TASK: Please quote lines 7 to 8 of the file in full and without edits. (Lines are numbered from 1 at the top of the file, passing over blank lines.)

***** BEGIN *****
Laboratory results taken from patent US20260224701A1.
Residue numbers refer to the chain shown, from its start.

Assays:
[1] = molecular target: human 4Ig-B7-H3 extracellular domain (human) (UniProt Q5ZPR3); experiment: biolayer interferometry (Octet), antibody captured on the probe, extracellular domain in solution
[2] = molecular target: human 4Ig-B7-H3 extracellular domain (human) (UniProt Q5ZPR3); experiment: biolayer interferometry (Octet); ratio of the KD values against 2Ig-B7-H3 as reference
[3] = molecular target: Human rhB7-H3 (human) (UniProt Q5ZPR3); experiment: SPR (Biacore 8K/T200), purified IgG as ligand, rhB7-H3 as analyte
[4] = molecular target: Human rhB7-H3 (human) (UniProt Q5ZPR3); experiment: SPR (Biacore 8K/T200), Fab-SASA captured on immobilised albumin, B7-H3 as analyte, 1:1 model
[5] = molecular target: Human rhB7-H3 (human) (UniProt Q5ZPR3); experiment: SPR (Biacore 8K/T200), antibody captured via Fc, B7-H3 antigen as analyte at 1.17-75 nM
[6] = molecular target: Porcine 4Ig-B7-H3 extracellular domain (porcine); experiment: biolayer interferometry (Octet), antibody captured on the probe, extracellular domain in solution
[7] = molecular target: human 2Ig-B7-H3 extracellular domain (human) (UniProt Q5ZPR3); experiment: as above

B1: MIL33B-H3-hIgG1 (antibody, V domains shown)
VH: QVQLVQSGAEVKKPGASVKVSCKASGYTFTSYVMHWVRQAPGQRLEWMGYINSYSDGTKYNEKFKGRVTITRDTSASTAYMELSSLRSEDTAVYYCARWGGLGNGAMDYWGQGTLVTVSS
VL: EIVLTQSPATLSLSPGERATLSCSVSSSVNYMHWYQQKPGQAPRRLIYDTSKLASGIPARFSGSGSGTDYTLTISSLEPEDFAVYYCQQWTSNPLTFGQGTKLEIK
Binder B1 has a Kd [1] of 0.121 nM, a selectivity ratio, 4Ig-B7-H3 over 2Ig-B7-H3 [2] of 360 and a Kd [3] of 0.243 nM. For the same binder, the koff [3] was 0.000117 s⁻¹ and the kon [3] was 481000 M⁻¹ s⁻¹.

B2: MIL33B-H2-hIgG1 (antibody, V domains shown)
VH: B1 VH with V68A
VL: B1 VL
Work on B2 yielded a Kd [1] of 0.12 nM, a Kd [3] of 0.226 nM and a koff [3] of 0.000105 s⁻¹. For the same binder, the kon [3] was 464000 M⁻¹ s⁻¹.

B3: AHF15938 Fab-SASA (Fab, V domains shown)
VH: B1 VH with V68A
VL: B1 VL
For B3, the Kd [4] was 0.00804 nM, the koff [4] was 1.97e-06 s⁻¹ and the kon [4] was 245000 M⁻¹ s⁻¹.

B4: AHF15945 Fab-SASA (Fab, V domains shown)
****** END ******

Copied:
[4] = molecular target: Human rhB7-H3 (human) (UniProt Q5ZPR3); experiment: SPR (Biacore 8K/T200), Fab-SASA captured on immobilised albumin, B7-H3 as analyte, 1:1 model
[5] = molecular target: Human rhB7-H3 (human) (UniProt Q5ZPR3); experiment: SPR (Biacore 8K/T200), antibody captured via Fc, B7-H3 antigen as analyte at 1.17-75 nM